The Bushfires and Natural Hazards CRC (BNHCRC) has released its seasonal outlook for the 2016 Bushfire season, predicting an above average risk of bushfires across much of Victoria and NSW, along with parts of WA and Queensland.
Despite high levels of rainfall over winter and predicted for spring, warmer than usual temperatures mean the risk of bushfire remains high across much of Australia.
Dr Bruce Buckley, Principal Climate Research Analyst at IAG, further warns that while the BNHCRC provides an outlook until December 2016, the worst bush fire conditions for Victoria, SA, Tasmania and the more populated parts of WA will likely occur between January and April next year.
Whilst the good news is that a wet winter and spring may lead to a delayed start to the 2016 fire season, unfortunately the increased rainfall will also lead to increased vegetation growth. This has the potential to provide more fuel for bushfires, and creates challenges in conducting planned fuel management burning in fire prone areas.
“The ongoing above normal rainfall across inland Queensland, NSW west of the ranges, much of Victoria (excluding Gippsland), and the south and east of SA is expected to continue through October, which means these regions are likely to have a significantly delayed onset of the bushfire season, potentially delaying the start of the season to December.”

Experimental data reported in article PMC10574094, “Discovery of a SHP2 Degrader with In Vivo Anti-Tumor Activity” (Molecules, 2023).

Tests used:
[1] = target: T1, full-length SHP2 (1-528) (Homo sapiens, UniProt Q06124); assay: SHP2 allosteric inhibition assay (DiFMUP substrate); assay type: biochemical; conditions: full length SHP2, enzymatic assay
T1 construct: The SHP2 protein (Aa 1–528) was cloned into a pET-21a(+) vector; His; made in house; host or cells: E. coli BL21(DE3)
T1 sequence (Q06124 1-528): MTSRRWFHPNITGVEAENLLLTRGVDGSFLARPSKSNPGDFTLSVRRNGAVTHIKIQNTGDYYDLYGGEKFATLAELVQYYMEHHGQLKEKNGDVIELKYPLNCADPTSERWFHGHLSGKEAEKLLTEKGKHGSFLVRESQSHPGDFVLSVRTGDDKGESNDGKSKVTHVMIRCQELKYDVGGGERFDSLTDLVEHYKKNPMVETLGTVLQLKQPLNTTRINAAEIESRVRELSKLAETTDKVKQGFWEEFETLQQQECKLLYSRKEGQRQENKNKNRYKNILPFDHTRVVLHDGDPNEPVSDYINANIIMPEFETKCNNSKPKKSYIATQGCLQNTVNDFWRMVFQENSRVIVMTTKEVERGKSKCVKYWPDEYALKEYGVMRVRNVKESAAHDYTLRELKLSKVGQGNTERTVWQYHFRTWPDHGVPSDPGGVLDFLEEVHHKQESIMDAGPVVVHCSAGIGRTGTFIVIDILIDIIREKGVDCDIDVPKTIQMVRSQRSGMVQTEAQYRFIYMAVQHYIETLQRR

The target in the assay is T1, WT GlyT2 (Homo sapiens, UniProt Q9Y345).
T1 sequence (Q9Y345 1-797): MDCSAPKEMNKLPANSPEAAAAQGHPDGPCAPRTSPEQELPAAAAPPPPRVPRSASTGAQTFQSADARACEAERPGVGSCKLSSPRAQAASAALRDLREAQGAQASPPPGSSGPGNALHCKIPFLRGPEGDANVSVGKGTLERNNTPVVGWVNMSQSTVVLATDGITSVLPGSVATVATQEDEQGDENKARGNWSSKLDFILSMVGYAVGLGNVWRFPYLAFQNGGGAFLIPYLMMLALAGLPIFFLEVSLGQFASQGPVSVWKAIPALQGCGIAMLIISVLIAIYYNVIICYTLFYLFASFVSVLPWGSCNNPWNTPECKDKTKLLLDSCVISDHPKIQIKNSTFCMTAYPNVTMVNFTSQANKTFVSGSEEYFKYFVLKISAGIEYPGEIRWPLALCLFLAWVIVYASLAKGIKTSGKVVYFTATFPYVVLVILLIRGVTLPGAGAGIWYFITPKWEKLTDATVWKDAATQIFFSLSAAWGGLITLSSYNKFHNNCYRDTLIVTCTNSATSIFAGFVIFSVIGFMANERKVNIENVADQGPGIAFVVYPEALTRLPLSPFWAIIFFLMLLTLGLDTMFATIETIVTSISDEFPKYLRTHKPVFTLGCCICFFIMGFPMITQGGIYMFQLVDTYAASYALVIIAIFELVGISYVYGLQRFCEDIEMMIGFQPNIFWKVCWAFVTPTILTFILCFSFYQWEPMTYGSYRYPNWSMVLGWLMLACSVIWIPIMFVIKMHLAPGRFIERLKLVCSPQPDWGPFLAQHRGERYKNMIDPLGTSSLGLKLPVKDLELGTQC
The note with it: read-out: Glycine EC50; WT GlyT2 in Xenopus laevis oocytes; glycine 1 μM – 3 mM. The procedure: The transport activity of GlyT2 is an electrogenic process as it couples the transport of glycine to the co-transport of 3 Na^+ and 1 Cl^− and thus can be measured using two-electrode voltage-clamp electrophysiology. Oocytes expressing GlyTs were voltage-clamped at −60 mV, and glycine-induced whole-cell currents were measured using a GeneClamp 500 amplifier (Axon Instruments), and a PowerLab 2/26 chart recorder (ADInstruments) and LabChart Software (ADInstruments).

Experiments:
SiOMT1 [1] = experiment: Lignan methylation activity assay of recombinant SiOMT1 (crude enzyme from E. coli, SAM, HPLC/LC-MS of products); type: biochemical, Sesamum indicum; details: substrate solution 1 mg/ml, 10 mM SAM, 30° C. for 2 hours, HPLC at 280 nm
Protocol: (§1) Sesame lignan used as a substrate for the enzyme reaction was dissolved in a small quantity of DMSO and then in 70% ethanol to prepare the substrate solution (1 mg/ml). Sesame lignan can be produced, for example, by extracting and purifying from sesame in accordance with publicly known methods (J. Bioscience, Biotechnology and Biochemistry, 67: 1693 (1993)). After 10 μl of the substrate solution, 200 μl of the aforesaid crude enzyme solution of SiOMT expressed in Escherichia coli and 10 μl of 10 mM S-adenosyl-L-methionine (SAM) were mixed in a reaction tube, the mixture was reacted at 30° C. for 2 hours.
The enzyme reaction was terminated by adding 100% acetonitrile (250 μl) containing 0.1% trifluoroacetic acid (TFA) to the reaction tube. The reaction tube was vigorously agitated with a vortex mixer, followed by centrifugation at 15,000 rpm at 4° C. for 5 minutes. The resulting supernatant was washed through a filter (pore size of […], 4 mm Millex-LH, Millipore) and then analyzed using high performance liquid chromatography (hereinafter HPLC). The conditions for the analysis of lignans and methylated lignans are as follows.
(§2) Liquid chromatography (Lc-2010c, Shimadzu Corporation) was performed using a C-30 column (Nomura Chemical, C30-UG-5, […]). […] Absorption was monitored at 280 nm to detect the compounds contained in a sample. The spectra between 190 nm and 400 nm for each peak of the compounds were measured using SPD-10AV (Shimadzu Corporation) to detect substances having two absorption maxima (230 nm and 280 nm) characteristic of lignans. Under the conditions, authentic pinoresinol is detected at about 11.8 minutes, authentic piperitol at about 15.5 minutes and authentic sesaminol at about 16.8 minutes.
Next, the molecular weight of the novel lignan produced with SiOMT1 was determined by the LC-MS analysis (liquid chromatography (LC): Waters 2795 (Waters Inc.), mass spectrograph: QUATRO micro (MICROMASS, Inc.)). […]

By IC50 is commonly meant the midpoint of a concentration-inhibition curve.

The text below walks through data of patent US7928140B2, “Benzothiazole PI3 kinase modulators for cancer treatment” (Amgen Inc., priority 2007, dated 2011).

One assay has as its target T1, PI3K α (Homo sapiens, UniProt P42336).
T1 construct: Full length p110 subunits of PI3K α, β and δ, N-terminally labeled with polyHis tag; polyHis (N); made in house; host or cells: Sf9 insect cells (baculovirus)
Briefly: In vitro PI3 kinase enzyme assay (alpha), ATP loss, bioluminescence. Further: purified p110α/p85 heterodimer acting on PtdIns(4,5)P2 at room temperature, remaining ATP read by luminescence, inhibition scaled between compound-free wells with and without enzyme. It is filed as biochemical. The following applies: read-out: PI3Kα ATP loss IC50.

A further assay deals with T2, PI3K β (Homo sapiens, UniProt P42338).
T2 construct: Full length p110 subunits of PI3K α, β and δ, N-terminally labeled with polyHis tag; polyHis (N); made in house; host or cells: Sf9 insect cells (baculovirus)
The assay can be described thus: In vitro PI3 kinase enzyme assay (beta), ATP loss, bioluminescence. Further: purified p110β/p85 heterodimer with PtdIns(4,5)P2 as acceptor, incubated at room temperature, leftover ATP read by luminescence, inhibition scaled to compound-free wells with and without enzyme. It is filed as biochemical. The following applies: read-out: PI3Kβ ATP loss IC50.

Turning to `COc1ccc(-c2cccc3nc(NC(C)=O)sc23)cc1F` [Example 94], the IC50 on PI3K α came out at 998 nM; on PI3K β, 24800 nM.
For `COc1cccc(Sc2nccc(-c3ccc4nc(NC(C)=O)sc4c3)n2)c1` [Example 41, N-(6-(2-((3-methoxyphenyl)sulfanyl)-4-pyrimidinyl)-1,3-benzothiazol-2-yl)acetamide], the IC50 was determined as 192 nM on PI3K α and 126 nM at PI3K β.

“However, once the vegetation has dried out, the heavy fuel load will set up the second half of the season for periods of potentially extreme fire weather as the summer and autumn of 2017 are still expected to be hotter than normal away from the southern coastline of Australia,” Dr Buckley explains.
Dr Buckley also warned that residents in the west coast of WA might see an earlier onset of the bushfire season than those in the eastern states, due to a combination of hotter and drier conditions.
Ensure you are prepared
Now is the time to review your insurance cover and make sure your property and business are insured for the right value. CGU’s home and contents calculators can help you estimate the replacement cost for your property, and bear in mind that new regulations in bushfire prone areas may add to the cost to rebuild your property.
If your business or farm is in one of the areas highlighted as high risk, now is a great time to speak to your insurance broker and reconfirm that you have the right cover in place.
Check that you have a bushfire plan in place, and you and any employees know what to do in an emergency situation.
Finally, if you own a property in a bushfire prone area, take time to prepare your property for the upcoming fire season. Simple actions like clearing debris, checking your fire / sprinkler systems and pumps, and backing up business critical data and documentation can make a huge difference in how your business is impacted by fire.
For more information about preparing for bushfires and other natural disasters, visit the Preparing for Natural Disasters section of cgu.com.au.